New alarm system aids hard of hearing


During a lockdown drill, the alarms now display a visual, words, and flashing lights.

Dylan Mau, Staff Writter

A principal alerts the school that the building is going on lockdown.  Teachers take action securing students in classrooms, but until recently there was no way for people who are deaf or hard of hearing to know what was going on.
As of this year, District 202 introduced a new alarm system that alerts all the students in all buildings whenever there is a potential threat or a drill with not only sound, but lights and scrolling messages.
“With the new clocks that we have it’ll scroll across that there is a lockdown, tornado, intruder, whatever it may be,” Matt Ambrose, assistant principal, said.
Leslie Ramos, ASL teacher, is very pleased with the change the district has made.
“I am thrilled about it. Not just for deaf and hard of hearing students, but also for deaf and hard of hearing staff, not just here at Central, but district wide. We have staff members that are also deaf and hard of hearing. What a great benefit that is,” she said with a smile.
The district office has been working on implementing this system for the past few years .  “We noticed there weren’t any electronics to alert people that are hard of hearing such as in band areas, cafeterias, hallways, bigger gymnasiums, and field houses,” Ambrose said.
Deaf people usually have accommodations at home to help them be aware of the noise going on around them.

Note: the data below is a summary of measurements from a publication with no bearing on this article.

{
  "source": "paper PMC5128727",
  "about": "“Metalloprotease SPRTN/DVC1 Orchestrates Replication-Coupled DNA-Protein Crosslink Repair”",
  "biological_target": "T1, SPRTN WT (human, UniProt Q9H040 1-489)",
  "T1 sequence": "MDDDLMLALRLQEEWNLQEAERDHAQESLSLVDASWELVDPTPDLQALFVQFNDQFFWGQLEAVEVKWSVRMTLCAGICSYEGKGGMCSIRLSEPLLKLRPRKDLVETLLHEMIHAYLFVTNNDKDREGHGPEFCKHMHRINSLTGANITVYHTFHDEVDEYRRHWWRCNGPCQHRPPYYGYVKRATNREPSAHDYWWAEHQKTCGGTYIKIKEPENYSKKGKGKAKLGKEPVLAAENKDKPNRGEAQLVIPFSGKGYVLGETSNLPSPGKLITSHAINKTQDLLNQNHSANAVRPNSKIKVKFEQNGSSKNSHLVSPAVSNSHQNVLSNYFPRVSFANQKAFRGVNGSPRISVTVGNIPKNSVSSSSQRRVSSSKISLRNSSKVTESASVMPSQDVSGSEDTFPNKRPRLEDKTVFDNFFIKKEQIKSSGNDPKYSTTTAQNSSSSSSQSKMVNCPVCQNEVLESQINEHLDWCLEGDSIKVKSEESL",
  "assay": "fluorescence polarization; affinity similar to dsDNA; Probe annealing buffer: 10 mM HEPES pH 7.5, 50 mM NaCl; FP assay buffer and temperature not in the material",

“Light doorbells, or visual alerting devices, use light to alert a person that someone is at the door. These doorbells range from a single light connected to the doorbell to a more elaborate system that flashes all the lights in the house,” according to
Rebecca Thom, ASL and English teacher, has a hearing loss herself. Thom believes that the new alarms are helpful in the way that they are providing visual information because people with hearing loss miss audio information.
“There are definitely some thoughts that go on in my head throughout the day that wouldn’t occur to a hearing person,” Thom said. “I don’t think of it as being challenging because it’s all I’ve ever known.”
Zoe Koz, sophomore, has dealt with her sensorineural hearing loss for her entire life.
“I have a hearing loss on both sides of my ears which is why I have two hearing aids,” Koz said. Sensorineural means that she cannot have surgery to treat the hearing loss. When she was in elementary school, she was not able to hear a drill, Koz said. She is thankful for the new alarm system and says they have helped her a lot.
Another student of Thom’s with a hearing loss is sophomore Hayley Parker. She also believes that the alarms benefit the deaf and hard of hearing because they are bright and can be seen by anyone nearby.
Ramos believes that without the flashing light on the lockdown alarm, deaf and hard- of  -hearing students may not be able to tell what is going on.
“If some students have residual hearing, they may hear what’s going on, but the vast majority do not,” Ramos said.